The nation's unemployment rate plunged to 6.1 percent last month as businesses went on a hiring spree, adding 288,000 new jobs, the Labor Department reported Thursday.
Businesses also added 29,000 more jobs in April and May than previously reported, bringing the April total to an impressive 304,000. The nation has not seen such hefty job gains since the late-1990s tech hiring boom. Job growth had averaged under 200,000 a month for most of the recovery from the Great Recession.
"The first half of 2014 has been the best six months for job creation in this lacklustre recovery," said Joseph Lake, analyst at the Economist Intelligence Unit. He noted that the biggest surge in jobs in nearly two decades occurred during and after an unusual plunge in economic output of 2.9 percent during the first quarter.
"Companies are creating jobs at a rapid rate, while the economy is tanking," he said. "With such conflicting narratives, and a disconnect between headline [Gross Domestic Product] and employment, it is difficult to know what is happening in the underlying economy."
But he added that the pick-up in economic momentum shown in the jobs report is likely the more accurate reflection of the economy's underlying strength, as it corresponds with a period of rising consumer confidence, stronger factory output and an uptick in the housing market.
"The U.S. economy is gathering momentum," he said.
Employment increased in a broad array of industries in June, including retail, restaurants, health care and such business services as consulting, architecture, finance and computer design, the department said.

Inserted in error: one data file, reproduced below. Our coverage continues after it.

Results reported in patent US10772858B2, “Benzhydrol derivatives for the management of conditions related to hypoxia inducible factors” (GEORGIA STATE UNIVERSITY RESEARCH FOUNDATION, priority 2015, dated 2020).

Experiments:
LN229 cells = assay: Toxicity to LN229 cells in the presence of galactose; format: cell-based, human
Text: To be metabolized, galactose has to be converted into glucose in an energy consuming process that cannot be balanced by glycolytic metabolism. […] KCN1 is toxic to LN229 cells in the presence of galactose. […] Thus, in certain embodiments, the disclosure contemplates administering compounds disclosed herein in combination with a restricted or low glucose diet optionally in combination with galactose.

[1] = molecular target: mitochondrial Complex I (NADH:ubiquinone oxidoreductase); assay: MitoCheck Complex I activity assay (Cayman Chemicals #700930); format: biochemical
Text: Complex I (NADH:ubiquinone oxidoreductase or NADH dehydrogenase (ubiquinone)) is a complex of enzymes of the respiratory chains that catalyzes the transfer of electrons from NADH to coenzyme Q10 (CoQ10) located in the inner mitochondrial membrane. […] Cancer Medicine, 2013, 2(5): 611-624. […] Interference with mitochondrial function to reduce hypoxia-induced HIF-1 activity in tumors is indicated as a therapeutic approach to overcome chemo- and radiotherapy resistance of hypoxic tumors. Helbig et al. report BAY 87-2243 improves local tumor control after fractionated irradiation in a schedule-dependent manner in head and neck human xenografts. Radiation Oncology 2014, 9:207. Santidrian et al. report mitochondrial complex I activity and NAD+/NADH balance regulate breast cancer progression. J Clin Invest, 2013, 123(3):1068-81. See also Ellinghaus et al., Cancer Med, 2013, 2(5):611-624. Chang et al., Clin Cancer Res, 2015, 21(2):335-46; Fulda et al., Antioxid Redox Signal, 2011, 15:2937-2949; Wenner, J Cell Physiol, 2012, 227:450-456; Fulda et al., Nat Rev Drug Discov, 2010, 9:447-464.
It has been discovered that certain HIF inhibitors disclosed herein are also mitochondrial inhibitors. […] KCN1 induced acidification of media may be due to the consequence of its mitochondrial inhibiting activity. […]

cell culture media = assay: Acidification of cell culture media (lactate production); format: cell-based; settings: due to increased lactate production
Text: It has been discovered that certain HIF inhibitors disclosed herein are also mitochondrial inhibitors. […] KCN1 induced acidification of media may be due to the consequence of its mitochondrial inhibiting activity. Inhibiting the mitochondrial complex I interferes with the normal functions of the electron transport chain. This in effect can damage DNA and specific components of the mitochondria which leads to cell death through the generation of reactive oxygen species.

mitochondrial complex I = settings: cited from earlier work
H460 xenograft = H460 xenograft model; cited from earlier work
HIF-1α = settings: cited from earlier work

The solid increase in high-wage jobs service and professional jobs raised average wages by 6 cents during the month to $24.45, bringing the annual wage gain to 2 percent, the department said.
Some economists saw a breakthrough in the robust news on jobs.
"There is simply no bad news in this jobs report. Go on, dig into the detail, and see if you can find it. I dare you," said Justin Wolfers, economics professor at the University of Michigan.
"The really big news: Long-term unemployment keeps on falling," he said, noting that the number of people unemployed for six months or longer fell 293,000 last month and is down by 29 percent in the last year.
While the number of U.S. adults participating in the labor force also fell to a record low, Mr. Wolfers attributed that to the inevitable retirement of Baby Boomers, the oldest of whom this year reached the age of 68.
The upbeat report prompted a surge in the value of the U.S. dollar and was expected to spark a major rally on Wall Street, where the Dow Jones industrial Average was poised to sail past 17,000 for the first time.
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